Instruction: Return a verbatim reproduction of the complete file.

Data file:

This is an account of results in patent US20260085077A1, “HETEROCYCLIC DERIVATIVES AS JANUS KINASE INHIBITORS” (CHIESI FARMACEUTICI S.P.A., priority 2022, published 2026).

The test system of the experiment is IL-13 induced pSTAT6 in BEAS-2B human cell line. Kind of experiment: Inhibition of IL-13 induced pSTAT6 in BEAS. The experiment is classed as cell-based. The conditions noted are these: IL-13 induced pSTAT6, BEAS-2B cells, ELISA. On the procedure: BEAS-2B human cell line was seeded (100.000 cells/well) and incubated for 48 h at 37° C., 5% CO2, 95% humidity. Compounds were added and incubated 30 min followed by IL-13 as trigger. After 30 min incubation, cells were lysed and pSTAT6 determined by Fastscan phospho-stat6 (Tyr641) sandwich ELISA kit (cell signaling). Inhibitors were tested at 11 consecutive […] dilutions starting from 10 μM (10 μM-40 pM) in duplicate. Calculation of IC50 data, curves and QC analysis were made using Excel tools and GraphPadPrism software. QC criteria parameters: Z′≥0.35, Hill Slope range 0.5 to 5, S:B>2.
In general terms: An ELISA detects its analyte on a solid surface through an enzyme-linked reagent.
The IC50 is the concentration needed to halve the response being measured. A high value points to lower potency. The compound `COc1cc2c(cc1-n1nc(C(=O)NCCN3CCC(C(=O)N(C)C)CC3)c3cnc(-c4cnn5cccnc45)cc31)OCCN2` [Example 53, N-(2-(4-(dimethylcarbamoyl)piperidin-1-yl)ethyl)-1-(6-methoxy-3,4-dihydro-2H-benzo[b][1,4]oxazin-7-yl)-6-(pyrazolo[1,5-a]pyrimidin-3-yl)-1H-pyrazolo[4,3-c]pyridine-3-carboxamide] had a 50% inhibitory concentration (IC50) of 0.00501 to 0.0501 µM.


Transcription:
This is an account of results in patent US20260085077A1, “HETEROCYCLIC DERIVATIVES AS JANUS KINASE INHIBITORS” (CHIESI FARMACEUTICI S.P.A., priority 2022, published 2026).

The test system of the experiment is IL-13 induced pSTAT6 in BEAS-2B human cell line. Kind of experiment: Inhibition of IL-13 induced pSTAT6 in BEAS. The experiment is classed as cell-based. The conditions noted are these: IL-13 induced pSTAT6, BEAS-2B cells, ELISA. On the procedure: BEAS-2B human cell line was seeded (100.000 cells/well) and incubated for 48 h at 37° C., 5% CO2, 95% humidity. Compounds were added and incubated 30 min followed by IL-13 as trigger. After 30 min incubation, cells were lysed and pSTAT6 determined by Fastscan phospho-stat6 (Tyr641) sandwich ELISA kit (cell signaling). Inhibitors were tested at 11 consecutive […] dilutions starting from 10 μM (10 μM-40 pM) in duplicate. Calculation of IC50 data, curves and QC analysis were made using Excel tools and GraphPadPrism software. QC criteria parameters: Z′≥0.35, Hill Slope range 0.5 to 5, S:B>2.
In general terms: An ELISA detects its analyte on a solid surface through an enzyme-linked reagent.
The IC50 is the concentration needed to halve the response being measured. A high value points to lower potency. The compound `COc1cc2c(cc1-n1nc(C(=O)NCCN3CCC(C(=O)N(C)C)CC3)c3cnc(-c4cnn5cccnc45)cc31)OCCN2` [Example 53, N-(2-(4-(dimethylcarbamoyl)piperidin-1-yl)ethyl)-1-(6-methoxy-3,4-dihydro-2H-benzo[b][1,4]oxazin-7-yl)-6-(pyrazolo[1,5-a]pyrimidin-3-yl)-1H-pyrazolo[4,3-c]pyridine-3-carboxamide] had a 50% inhibitory concentration (IC50) of 0.00501 to 0.0501 µM.